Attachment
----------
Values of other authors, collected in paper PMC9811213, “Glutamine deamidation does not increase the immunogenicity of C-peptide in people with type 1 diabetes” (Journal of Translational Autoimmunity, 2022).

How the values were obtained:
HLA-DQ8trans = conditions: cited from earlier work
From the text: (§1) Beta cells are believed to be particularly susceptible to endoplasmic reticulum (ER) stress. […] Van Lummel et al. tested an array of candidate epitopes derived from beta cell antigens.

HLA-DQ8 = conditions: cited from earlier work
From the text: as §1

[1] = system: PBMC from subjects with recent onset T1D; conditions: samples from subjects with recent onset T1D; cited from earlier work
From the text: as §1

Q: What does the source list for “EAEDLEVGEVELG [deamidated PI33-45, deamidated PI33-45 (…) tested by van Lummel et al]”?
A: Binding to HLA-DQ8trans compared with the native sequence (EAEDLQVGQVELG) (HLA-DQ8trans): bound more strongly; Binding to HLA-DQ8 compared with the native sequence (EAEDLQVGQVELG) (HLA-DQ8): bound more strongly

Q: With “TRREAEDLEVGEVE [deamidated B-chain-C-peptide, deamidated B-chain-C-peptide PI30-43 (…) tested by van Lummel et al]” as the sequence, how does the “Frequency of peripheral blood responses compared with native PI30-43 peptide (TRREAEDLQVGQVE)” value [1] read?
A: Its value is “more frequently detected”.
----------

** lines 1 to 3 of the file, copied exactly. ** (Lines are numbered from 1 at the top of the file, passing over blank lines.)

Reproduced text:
Values of other authors, collected in paper PMC9811213, “Glutamine deamidation does not increase the immunogenicity of C-peptide in people with type 1 diabetes” (Journal of Translational Autoimmunity, 2022).

How the values were obtained:
HLA-DQ8trans = conditions: cited from earlier work